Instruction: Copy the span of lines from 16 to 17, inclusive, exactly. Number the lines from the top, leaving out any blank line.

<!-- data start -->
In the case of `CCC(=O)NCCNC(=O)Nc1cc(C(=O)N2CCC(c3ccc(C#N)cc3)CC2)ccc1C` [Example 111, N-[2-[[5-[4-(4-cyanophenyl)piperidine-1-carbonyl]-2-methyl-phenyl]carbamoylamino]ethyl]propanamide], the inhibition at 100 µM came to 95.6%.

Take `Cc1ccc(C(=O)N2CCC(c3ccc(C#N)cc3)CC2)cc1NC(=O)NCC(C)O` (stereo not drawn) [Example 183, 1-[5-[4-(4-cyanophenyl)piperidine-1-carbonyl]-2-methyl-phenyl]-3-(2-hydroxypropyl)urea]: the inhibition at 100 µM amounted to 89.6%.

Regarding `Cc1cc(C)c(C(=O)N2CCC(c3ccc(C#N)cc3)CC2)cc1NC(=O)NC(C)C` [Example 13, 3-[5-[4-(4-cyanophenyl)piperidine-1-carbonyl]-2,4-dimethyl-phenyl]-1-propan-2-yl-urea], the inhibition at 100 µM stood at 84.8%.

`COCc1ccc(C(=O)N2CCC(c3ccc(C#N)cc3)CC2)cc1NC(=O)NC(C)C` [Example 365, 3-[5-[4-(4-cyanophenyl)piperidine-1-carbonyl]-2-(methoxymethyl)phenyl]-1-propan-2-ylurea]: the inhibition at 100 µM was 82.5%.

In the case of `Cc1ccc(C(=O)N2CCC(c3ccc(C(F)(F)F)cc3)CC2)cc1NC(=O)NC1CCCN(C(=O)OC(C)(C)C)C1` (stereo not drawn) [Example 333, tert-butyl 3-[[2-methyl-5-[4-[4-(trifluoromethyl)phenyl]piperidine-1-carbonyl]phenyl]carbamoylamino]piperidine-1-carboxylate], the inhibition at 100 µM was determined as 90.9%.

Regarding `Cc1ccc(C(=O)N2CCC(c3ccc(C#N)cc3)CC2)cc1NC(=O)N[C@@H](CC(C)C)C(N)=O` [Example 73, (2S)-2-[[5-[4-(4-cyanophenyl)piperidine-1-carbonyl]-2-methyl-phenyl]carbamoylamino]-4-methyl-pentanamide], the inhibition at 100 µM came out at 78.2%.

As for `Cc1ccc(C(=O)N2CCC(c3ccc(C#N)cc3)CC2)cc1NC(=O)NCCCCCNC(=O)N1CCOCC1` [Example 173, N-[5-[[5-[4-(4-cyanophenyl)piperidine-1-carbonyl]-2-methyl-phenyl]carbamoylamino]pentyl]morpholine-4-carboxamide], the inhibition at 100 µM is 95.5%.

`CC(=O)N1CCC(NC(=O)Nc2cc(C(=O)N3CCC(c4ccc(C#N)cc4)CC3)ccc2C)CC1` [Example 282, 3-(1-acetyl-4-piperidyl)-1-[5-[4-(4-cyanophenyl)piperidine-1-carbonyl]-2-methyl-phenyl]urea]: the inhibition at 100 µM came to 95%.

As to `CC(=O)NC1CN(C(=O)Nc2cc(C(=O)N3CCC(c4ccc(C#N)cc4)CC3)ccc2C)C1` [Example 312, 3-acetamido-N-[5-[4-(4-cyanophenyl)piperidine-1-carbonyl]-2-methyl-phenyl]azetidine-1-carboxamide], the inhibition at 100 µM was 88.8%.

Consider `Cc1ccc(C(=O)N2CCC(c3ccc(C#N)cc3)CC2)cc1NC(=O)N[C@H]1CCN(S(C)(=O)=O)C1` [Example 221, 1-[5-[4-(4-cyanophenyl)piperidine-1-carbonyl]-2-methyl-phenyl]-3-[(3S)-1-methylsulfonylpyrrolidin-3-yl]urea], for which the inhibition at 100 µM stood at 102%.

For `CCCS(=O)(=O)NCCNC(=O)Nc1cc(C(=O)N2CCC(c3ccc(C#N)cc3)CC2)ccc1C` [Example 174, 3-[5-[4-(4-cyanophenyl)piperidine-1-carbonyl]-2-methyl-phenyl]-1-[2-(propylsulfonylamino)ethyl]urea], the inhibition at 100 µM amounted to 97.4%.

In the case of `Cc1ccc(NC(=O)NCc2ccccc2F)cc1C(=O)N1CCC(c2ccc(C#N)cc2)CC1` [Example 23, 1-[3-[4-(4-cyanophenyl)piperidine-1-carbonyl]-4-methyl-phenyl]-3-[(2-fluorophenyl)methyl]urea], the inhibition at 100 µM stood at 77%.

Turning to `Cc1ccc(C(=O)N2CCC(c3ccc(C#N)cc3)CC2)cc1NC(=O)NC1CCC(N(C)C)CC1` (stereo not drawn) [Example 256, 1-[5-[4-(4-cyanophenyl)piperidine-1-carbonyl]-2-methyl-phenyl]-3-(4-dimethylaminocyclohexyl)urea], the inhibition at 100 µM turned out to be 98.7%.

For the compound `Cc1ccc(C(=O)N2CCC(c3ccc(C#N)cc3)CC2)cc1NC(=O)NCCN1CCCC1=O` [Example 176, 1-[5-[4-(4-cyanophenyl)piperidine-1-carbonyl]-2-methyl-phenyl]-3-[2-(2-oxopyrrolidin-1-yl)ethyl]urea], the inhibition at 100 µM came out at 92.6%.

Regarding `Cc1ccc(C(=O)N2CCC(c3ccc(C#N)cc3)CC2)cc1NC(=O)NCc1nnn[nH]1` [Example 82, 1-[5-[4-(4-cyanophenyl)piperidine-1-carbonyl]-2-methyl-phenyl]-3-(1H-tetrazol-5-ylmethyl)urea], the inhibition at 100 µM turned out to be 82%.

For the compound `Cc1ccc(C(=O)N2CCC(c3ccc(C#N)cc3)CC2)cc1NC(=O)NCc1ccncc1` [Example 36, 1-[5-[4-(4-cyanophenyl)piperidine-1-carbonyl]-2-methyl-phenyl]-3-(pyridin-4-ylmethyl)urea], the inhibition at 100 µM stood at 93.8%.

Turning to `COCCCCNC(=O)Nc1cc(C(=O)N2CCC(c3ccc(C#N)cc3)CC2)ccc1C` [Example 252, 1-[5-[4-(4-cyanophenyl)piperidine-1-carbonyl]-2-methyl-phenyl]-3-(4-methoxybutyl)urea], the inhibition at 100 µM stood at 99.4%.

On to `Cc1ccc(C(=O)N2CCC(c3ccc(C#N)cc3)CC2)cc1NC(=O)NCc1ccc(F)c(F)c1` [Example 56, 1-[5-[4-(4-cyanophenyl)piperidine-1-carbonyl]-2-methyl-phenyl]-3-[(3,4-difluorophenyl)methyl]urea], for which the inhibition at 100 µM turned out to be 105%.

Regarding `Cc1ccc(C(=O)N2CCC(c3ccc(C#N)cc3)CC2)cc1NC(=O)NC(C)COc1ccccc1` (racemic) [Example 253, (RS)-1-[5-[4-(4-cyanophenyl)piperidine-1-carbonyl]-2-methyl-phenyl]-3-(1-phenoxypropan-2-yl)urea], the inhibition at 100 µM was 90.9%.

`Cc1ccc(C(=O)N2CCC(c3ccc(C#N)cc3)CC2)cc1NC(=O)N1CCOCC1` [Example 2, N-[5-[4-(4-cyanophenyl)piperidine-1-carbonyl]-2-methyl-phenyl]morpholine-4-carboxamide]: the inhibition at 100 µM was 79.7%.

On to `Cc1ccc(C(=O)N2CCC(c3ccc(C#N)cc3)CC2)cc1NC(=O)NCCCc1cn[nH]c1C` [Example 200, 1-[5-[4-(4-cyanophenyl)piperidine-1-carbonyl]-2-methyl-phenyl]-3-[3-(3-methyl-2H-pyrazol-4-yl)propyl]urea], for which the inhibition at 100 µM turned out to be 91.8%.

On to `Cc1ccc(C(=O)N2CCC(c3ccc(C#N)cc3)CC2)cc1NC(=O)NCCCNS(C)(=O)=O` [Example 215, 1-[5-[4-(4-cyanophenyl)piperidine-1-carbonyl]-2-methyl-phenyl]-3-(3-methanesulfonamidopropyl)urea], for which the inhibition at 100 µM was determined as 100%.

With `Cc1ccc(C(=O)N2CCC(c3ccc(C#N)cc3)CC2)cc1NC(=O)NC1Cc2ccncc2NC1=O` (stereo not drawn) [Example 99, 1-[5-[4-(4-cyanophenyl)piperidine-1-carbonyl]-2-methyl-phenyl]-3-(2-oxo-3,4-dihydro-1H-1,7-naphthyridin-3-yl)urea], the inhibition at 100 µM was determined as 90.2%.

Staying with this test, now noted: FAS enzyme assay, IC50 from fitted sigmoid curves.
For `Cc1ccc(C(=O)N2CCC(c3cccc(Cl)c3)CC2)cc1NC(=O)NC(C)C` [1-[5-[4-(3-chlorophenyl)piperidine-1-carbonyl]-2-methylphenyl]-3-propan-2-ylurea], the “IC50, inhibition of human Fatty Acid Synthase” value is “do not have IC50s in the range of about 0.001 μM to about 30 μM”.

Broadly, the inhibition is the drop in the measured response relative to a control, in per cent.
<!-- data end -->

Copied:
For the compound `Cc1ccc(C(=O)N2CCC(c3ccc(C#N)cc3)CC2)cc1NC(=O)NCc1ccncc1` [Example 36, 1-[5-[4-(4-cyanophenyl)piperidine-1-carbonyl]-2-methyl-phenyl]-3-(pyridin-4-ylmethyl)urea], the inhibition at 100 µM stood at 93.8%.

Turning to `COCCCCNC(=O)Nc1cc(C(=O)N2CCC(c3ccc(C#N)cc3)CC2)ccc1C` [Example 252, 1-[5-[4-(4-cyanophenyl)piperidine-1-carbonyl]-2-methyl-phenyl]-3-(4-methoxybutyl)urea], the inhibition at 100 µM stood at 99.4%.